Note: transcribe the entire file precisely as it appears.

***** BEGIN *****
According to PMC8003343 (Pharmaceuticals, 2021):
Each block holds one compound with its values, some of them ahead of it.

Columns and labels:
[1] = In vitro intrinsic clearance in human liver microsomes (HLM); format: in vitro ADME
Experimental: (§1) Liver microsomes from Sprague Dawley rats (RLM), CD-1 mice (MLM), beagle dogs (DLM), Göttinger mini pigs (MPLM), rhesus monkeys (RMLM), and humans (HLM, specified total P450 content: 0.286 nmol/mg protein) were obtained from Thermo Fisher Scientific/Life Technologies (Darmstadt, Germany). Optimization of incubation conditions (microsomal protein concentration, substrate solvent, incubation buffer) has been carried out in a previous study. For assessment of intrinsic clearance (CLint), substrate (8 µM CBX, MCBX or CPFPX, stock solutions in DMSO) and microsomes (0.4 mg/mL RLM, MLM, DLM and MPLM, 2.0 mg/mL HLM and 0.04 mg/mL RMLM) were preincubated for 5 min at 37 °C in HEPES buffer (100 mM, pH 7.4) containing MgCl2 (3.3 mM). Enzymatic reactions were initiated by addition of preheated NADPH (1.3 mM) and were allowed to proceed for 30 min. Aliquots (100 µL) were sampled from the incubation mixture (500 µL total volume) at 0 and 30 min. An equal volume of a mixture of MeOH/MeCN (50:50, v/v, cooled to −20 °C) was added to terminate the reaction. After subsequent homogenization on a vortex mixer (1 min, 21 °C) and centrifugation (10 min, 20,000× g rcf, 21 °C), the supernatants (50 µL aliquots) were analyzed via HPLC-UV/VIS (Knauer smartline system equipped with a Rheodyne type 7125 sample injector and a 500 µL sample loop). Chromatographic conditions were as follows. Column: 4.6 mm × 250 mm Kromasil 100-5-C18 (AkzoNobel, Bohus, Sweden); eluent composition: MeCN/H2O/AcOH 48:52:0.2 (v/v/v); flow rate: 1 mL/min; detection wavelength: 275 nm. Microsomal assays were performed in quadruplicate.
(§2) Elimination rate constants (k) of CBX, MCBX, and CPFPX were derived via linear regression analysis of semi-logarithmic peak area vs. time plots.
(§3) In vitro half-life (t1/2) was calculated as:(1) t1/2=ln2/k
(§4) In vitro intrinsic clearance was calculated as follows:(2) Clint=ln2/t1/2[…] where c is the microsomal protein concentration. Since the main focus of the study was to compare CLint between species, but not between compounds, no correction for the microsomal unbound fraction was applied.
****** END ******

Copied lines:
According to PMC8003343 (Pharmaceuticals, 2021):
Each block holds one compound with its values, some of them ahead of it.

Columns and labels:
[1] = In vitro intrinsic clearance in human liver microsomes (HLM); format: in vitro ADME
Experimental: (§1) Liver microsomes from Sprague Dawley rats (RLM), CD-1 mice (MLM), beagle dogs (DLM), Göttinger mini pigs (MPLM), rhesus monkeys (RMLM), and humans (HLM, specified total P450 content: 0.286 nmol/mg protein) were obtained from Thermo Fisher Scientific/Life Technologies (Darmstadt, Germany). Optimization of incubation conditions (microsomal protein concentration, substrate solvent, incubation buffer) has been carried out in a previous study. For assessment of intrinsic clearance (CLint), substrate (8 µM CBX, MCBX or CPFPX, stock solutions in DMSO) and microsomes (0.4 mg/mL RLM, MLM, DLM and MPLM, 2.0 mg/mL HLM and 0.04 mg/mL RMLM) were preincubated for 5 min at 37 °C in HEPES buffer (100 mM, pH 7.4) containing MgCl2 (3.3 mM). Enzymatic reactions were initiated by addition of preheated NADPH (1.3 mM) and were allowed to proceed for 30 min. Aliquots (100 µL) were sampled from the incubation mixture (500 µL total volume) at 0 and 30 min. An equal volume of a mixture of MeOH/MeCN (50:50, v/v, cooled to −20 °C) was added to terminate the reaction. After subsequent homogenization on a vortex mixer (1 min, 21 °C) and centrifugation (10 min, 20,000× g rcf, 21 °C), the supernatants (50 µL aliquots) were analyzed via HPLC-UV/VIS (Knauer smartline system equipped with a Rheodyne type 7125 sample injector and a 500 µL sample loop). Chromatographic conditions were as follows. Column: 4.6 mm × 250 mm Kromasil 100-5-C18 (AkzoNobel, Bohus, Sweden); eluent composition: MeCN/H2O/AcOH 48:52:0.2 (v/v/v); flow rate: 1 mL/min; detection wavelength: 275 nm. Microsomal assays were performed in quadruplicate.
(§2) Elimination rate constants (k) of CBX, MCBX, and CPFPX were derived via linear regression analysis of semi-logarithmic peak area vs. time plots.
(§3) In vitro half-life (t1/2) was calculated as:(1) t1/2=ln2/k
(§4) In vitro intrinsic clearance was calculated as follows:(2) Clint=ln2/t1/2[…] where c is the microsomal protein concentration. Since the main focus of the study was to compare CLint between species, but not between compounds, no correction for the microsomal unbound fraction was applied.